There’s no people like show people. Livestock shows, from the smallest village affair to the grandest of them all, are the heartbeat of so many like-minded people’s lives.
I’m a showaholic, born and bred loving every part of them, from the quaint country show built on baler twine and home baking to the largest stage of all, in the ring with the professionals, seeing the extraordinary quality and dedication displayed by stockmen and women.
The world for me can keep its Las Vegas’ and Costa Del Sol’s, the shows are the social highlight every year in our household.
I have lifelong friends met through showing, many live hundreds of miles away and we meet once a year and this year I have missed them. The bonds and friendships made over a warm beer sat on a straw bale are without doubt unbreakable.
In many cases my father took a dram with their fathers and no doubt my children will progress from kicking a football to an occasional medicinal gin with their children. It is the show circle of life. The competitive element runs through it all.
I would be lying if I said it didn’t, but you should never be deceived, the shop window is invaluable and the promotion of your chosen breed of paramount importance, but the real soul of the shows comes from camaraderie and friendship.
Winning brings with it an incredible high but at all shows we see prizes and surprises; what matters is that someone has had their best ever day.
The best stockmen will take the lion’s share and we have some bewilderingly talented show people who are hard to beat. But the beautiful part of showing is that these good folk will immediately offer encouragement and advice to help the new folk try to beat them next time out.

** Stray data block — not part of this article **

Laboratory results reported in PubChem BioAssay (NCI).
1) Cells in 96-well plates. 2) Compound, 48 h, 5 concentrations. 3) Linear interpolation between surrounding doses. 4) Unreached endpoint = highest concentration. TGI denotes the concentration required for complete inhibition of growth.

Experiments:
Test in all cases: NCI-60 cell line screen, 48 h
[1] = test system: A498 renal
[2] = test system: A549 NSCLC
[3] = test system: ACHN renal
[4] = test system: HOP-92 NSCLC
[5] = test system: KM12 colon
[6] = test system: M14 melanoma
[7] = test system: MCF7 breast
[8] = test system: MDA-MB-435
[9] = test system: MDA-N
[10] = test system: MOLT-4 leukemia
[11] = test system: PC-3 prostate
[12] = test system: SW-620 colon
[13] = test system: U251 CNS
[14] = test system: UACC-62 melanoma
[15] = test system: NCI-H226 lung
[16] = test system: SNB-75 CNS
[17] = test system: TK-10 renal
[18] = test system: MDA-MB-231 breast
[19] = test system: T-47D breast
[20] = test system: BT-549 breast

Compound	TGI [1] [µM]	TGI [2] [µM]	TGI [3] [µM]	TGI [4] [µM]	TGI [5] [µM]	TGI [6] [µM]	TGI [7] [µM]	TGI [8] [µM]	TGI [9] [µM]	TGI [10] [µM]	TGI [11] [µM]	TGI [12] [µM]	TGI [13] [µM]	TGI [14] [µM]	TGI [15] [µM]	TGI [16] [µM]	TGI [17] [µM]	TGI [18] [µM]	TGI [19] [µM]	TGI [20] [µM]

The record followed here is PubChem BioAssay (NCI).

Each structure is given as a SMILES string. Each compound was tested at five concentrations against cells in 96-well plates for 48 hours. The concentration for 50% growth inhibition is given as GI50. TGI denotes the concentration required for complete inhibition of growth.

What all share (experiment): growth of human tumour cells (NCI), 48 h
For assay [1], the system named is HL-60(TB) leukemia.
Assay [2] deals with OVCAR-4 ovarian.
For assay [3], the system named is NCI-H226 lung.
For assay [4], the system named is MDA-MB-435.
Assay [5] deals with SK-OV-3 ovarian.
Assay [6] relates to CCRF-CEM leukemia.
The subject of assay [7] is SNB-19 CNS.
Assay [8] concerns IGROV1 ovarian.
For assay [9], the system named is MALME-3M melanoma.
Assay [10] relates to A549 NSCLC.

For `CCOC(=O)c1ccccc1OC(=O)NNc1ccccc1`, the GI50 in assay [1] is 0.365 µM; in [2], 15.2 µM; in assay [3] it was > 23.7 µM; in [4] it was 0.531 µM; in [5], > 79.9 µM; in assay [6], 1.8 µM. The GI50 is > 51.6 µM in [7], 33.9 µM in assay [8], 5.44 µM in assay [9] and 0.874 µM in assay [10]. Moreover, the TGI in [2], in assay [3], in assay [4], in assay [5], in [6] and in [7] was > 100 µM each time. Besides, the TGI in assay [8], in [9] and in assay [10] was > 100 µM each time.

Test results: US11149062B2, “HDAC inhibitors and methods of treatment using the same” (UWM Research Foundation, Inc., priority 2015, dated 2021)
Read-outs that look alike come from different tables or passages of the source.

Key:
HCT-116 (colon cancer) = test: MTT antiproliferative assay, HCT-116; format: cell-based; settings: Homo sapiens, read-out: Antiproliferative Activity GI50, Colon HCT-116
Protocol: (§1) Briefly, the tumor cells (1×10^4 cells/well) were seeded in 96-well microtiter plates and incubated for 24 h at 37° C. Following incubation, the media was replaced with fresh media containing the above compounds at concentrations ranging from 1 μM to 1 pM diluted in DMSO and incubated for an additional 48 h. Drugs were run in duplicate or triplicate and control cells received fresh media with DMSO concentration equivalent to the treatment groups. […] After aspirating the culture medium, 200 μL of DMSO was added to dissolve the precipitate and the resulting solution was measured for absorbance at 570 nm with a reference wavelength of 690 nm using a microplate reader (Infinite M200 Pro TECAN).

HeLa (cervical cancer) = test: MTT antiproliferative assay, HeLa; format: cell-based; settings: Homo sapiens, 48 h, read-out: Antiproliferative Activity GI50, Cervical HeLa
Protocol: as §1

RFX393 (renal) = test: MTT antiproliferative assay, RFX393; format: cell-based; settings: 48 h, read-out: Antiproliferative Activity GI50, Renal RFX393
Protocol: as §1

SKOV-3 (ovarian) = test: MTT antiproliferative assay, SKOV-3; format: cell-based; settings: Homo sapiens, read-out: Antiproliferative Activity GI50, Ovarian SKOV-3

This level of sportsmanship is seen in no other world.
The wonderful mix of society the showing world brings together is what makes it tick.
Regardless of your background, a night in the ‘cattle trailer hotel’ on a flat air bed with a wet sleeping bag firmly places you all on the level.
I have been to the top in the judging ring and stood at the bottom. Both experiences humbled me. I’ve seen grown men cry with elation, 70-year-olds act like they were 17 and grown women drink like sailors.
My children will grow up as showing children. They learn to win and they learn to lose. They make new friends and learn to value old friends. Most importantly, they learn to respect hard work.
The big shows we attend for almost a week and my dedicated partner packs the pickup and trailer with military precision while the kids count down as if it were Christmas.
The text messages and phone calls from my old pals who have laid dormant for 11 months ramp up as, like all good menfolk, we don’t think about the essentials as we cunningly find a new way to stack the beers in the kist.
The show arrives and our holiday begins. Yes, a fortnight in Tenerife would be cheaper but the ensuing daftness and friendly banter is second to none.
The stories of yesteryear flood among friends as, with every bottle top opening, the new faces are initiated into our world.
The familiar characters sadly don’t always return and a meaningful silence will sporadically happen; a virtual tip of the cap to those lost over the years gone by.
To have no shows in 2020 has proved difficult. I am fortunate to have a young family and a hectic life, but for many the shows are their life.
May they return with all the happiness, competitiveness and camaraderie that only a show can bring in 2021.